Glastonbury's Michael Eavis channels Elvis in day of festival tributes
Eavis became Elvis in a day of musical tributes at Glastonbury Festival.
Dairy farmer and festival founder Michael Eavis welcomed festival-goers ahead of the first day of music with a rousing Elvis Presley karaoke set.
In what has become an annual tradition, Mr Eavis took to the stage at Croissant Neuf, this year choosing The King's classic Can't Help Falling In Love, followed by Frank Sinatra's My Way.
Earlier on Thursday, thousands of voices rang out across Worthy Farm as campers joined in song to pay tribute to murdered MP Jo Cox.
The event had originally been scheduled for Wednesday, which would have been Jo Cox's 42nd birthday, but was pushed back after many were delayed arriving at the site due to heavy traffic.
Singer Billy Bragg led attendees in a solemn version of We Shall Overcome as people spilled around the sides of the packed Park Stage to celebrate her life.
He was joined on stage by Emily Eavis, carrying her newborn baby, and more than a hundred women from the crowd who wore sashes in the purple, white and green of the Suffragettes.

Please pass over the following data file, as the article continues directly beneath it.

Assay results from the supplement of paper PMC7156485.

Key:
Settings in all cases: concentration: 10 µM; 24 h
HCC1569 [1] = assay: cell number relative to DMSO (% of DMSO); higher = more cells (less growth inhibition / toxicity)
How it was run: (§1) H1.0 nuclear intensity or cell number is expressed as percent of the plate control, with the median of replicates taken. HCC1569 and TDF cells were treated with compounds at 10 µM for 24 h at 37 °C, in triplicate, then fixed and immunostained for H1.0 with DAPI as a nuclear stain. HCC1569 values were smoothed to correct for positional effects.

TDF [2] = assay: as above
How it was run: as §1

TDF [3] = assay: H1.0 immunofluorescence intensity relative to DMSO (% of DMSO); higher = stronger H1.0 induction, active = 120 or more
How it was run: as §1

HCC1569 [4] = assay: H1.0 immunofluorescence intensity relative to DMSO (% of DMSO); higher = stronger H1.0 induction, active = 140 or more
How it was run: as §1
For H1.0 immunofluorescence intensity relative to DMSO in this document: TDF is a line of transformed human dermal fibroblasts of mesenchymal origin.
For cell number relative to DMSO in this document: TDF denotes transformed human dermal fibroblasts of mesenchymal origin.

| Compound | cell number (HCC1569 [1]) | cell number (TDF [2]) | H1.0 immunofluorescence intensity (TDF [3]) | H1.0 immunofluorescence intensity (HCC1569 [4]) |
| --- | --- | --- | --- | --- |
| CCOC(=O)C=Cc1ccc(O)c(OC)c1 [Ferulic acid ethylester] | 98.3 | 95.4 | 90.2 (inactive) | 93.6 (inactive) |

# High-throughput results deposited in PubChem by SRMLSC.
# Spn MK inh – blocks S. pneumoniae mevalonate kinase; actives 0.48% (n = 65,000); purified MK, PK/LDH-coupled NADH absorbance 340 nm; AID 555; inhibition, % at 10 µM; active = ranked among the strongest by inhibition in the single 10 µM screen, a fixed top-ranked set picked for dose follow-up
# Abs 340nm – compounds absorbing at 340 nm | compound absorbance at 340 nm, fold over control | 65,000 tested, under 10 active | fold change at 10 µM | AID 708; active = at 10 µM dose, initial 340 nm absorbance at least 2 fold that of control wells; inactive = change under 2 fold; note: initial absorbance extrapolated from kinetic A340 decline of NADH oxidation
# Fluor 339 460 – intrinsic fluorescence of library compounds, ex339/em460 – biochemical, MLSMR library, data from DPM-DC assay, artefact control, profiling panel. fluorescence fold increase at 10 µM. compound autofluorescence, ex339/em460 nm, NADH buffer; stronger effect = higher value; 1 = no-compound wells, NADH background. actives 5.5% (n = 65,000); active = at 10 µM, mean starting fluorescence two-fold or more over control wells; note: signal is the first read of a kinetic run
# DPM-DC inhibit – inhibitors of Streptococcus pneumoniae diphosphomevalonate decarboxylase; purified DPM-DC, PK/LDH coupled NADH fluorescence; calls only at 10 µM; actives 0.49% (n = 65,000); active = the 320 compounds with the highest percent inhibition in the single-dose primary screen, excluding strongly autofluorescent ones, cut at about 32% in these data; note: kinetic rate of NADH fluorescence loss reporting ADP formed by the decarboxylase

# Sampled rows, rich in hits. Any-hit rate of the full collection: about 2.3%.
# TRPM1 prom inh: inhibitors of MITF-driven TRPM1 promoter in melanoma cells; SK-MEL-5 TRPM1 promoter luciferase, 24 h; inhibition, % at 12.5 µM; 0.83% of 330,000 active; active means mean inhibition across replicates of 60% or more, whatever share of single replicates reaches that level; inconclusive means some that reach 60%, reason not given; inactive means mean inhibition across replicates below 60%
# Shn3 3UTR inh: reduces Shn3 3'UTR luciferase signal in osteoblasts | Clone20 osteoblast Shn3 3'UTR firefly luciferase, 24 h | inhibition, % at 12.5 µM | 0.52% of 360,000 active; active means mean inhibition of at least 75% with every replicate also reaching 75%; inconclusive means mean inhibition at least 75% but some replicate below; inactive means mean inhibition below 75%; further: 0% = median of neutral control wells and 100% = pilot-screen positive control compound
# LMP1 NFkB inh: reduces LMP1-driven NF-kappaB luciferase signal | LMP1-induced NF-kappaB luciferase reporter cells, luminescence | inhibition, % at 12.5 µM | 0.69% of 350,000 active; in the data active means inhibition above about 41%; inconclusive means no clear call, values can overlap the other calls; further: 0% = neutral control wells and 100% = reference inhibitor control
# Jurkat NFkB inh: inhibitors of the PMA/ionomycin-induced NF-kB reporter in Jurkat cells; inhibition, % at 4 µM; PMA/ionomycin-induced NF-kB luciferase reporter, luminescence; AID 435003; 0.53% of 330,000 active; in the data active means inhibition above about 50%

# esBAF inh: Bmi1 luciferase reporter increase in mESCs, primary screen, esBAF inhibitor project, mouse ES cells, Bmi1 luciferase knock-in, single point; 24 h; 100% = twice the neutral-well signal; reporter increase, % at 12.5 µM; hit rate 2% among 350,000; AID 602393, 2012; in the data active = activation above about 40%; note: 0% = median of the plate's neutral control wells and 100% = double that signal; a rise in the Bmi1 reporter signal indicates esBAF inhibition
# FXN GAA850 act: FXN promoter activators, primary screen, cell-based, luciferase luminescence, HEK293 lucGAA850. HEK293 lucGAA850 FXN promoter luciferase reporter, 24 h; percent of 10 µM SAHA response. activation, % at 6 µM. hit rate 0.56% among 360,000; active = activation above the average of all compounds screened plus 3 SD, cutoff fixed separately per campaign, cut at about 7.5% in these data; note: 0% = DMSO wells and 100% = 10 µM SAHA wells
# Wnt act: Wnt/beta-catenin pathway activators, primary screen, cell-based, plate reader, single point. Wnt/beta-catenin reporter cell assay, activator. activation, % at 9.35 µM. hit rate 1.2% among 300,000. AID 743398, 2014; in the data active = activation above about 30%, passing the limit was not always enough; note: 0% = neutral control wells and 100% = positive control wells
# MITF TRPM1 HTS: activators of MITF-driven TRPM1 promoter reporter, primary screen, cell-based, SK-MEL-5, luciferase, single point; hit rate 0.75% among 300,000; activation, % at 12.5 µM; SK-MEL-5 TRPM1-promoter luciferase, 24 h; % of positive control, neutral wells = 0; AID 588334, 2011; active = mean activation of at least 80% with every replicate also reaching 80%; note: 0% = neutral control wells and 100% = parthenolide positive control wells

A minute's silence was then held for the Labour MP, who was killed on June 16.
The crowd joined in a march to The Sisterhood, the first women-only venue at the festival, which was officially opened in Ms Cox's memory.
With the tribute event falling on the day of the EU referendum, Bragg told the crowd: "It's a terrible irony that we are gathered together today on perhaps the most decisive day in the modern history of our country.
"Whatever happens tomorrow, whatever your politics are, tomorrow morning we will have to begin the process of healing in this country.
"We, all of us, must try to live up to the words of Jo Cox, who said whatever the divisions between us, we have much more in common than the things that divide us.
"Tomorrow we must live by those words."
The late David Bowie's life was also celebrated at the unofficial Glastonbowie, a singalong event which attracted thousands of fans - many dressed as the music legend himself.
In front of the Pyramid Stage, which is decorated with an Aladdin Sane lightening bolt in tribute to the late singer, fans gathered to sing Bowie's hits including Starman, Ziggy Stardust and Suffragette City.
Organizer Miz said: "I started it a week after he passed away, and it was just to basically deal with my own sorrow. I've been a Bowie fan since I was a teenager myself and when he passed away it just felt like music died.
"I just thought I had to do something to bring some kind of joy to people. For people to keep singing Bowie songs and remembering him."
With the music festival due to kick off at 11am on Friday, festival-goers got their first taste of the big-name acts as Rat Boy performed a secret gig at William's Green.